Considerations For Effective Retirement Planning

Changes to State Pension and Pension Age

The new, flat-rate state pension rate is deemed to be a fairer and simpler system by Pension Minister Steve Webb. The current rate of £97.65, which can be topped up with pension credit will give way to a flat rate of £140. This new rate simplifies state pensions, will reduce the need for means testing, can help women, and low-paid workers, while also encouraging people to save more for  retirement . The government is also  planning  to increase state  retirement  age to 66 for both women and men, a reform that is in accordance with increasing life expectancy, but will foreseeably hit low-paid working men the hardest.

Rising Life Expectancy

Life expectancy is rising rapidly in the UK, and has increased by 44 days in just the last year. A child born in 2012 will on average live over 90 years, and more than 15% of the current UK population can expect to live until their 100th birthday. This rapid increase in longevity will continue to have a huge impact on public policy, including state pensions and  retirement  age. Although the state pension age is increasing, expected lifespan is also rising, so pensioners will have to  plan  for an increasingly long  retirement . This means that financial  planning  for  retirement  is becoming essential, and surviving on just the state pension for the last 10-20 years of your life or relying on your children for financial support are not the most ideal situations.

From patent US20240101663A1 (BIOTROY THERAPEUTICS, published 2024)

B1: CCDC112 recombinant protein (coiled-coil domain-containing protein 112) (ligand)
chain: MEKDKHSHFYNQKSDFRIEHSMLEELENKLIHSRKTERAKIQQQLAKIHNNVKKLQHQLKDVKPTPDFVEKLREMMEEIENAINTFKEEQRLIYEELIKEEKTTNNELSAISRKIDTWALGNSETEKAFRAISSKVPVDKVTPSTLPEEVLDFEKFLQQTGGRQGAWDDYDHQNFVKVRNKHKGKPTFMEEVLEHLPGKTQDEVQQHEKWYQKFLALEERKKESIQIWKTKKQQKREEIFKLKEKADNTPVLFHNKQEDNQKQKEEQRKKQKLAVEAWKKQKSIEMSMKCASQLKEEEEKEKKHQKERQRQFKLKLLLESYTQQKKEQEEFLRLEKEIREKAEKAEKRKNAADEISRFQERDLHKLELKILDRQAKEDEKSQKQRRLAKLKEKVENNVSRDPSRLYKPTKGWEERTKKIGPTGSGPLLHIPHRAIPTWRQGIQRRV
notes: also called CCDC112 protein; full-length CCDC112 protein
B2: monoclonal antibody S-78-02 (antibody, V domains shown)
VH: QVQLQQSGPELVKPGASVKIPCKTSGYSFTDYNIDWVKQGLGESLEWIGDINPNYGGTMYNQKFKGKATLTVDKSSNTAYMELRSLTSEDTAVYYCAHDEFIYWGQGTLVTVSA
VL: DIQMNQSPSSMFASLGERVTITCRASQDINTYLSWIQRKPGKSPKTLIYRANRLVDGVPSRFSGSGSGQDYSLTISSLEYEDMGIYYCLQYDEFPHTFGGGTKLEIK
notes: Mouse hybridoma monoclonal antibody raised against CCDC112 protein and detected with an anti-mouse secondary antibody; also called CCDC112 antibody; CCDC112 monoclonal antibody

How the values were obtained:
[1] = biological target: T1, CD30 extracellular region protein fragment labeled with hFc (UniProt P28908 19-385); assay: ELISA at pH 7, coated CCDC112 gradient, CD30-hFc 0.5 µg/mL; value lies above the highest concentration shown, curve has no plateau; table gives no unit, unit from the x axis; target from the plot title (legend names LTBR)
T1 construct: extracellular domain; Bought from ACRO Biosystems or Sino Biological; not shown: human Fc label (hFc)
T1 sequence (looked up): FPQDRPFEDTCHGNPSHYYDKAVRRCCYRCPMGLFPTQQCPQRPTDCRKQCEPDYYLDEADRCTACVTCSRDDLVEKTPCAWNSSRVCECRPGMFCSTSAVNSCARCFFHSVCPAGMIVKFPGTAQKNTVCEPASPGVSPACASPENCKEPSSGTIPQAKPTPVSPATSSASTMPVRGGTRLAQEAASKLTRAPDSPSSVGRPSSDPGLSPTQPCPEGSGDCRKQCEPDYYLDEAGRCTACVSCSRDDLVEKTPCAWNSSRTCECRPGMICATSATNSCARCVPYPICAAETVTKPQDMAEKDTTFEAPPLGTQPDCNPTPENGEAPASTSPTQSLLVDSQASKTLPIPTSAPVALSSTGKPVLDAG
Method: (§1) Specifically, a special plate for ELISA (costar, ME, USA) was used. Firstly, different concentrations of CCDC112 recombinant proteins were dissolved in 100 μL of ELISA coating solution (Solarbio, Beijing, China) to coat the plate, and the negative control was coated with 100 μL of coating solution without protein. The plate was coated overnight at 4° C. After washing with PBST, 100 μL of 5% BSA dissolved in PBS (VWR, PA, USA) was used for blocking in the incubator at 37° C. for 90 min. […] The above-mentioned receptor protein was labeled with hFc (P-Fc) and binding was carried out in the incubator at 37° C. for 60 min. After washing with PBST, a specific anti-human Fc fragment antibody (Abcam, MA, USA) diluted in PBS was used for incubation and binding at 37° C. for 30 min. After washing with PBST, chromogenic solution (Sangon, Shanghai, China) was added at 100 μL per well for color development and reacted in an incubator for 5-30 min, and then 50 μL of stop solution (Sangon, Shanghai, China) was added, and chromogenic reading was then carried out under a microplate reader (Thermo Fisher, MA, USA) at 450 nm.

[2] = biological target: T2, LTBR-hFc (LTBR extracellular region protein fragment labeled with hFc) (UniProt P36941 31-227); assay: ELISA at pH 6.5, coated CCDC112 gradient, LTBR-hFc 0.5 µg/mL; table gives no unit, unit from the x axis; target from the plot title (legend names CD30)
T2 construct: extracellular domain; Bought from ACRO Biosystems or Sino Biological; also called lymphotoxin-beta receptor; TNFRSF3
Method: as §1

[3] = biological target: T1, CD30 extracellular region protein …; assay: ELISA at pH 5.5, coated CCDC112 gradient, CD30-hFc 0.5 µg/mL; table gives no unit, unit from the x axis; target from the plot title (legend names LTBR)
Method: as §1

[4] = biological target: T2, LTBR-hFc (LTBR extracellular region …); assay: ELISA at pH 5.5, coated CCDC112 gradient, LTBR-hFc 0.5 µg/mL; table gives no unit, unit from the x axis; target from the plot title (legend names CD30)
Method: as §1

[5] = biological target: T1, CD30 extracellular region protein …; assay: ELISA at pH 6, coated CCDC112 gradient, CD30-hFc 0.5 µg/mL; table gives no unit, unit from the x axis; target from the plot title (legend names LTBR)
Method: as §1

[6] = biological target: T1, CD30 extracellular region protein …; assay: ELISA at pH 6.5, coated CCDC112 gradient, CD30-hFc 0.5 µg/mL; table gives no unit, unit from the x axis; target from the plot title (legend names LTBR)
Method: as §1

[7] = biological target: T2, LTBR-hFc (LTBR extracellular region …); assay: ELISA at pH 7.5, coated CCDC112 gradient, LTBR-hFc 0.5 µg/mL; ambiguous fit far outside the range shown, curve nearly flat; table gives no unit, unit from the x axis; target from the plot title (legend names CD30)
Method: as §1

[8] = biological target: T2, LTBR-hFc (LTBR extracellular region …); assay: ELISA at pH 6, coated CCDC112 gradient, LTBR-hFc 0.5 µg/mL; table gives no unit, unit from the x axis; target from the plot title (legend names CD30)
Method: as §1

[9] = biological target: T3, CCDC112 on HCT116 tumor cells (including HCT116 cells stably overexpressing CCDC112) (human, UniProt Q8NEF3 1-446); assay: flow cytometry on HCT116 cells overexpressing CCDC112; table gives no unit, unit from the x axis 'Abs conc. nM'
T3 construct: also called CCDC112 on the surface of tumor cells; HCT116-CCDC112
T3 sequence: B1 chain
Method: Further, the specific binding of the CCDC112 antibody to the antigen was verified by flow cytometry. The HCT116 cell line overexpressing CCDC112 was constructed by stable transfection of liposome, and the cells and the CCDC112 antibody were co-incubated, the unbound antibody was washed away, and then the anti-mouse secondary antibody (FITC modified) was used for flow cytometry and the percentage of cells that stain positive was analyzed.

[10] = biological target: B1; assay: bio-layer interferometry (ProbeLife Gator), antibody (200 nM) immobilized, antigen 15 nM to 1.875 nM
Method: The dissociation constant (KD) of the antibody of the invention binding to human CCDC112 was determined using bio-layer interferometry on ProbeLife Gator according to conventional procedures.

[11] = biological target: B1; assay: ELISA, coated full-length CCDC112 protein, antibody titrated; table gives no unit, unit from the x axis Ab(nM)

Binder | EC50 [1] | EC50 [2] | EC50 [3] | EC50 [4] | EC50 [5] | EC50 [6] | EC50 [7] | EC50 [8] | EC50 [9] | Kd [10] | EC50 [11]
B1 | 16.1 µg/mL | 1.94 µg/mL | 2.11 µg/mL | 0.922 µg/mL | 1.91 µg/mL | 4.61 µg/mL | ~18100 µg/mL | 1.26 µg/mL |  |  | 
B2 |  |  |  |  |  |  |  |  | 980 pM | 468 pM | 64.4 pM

Plan Well Ahead

Starting to think about your  retirement  finances early enough is a crucial first step. While taking care of your family, paying for your children’s education and paying off mortgage loans, and possible investments should be the primary focus of your financial  planning  from your late 20s to your late 40s, try to establish a stable financial situation and keep your  retirement  in mind. Clear off all your debts, save as much as you can, think of long long-term investments, and join your company pension scheme. If you pay attention to all these factors, you’ll have a strong base for your future  retirement   planning .

 Planning  Your  Retirement  Finances

The financial decisions you make in your 50s and 60s will have a direct effect on your  retirement  income. Try to maximise your savings and pension scheme contributions, and reassess risky investments. Make  plans  about when you are  planning  to retire, and decide if you want to work full or part-time beyond your state  retirement  age. Make concrete  plans  for your  retirement  income. Consider Self Invested Personal Pensions, your annuity options and the option of unsecured pension. Any of these can provide you with a stable  retirement  income, with different levels of flexibility and risk. If you are unsure about your  retirement  options, talk to an independent financial advisor (IFA), who will be able to advise you on the best  retirement  solution for your individual situation.

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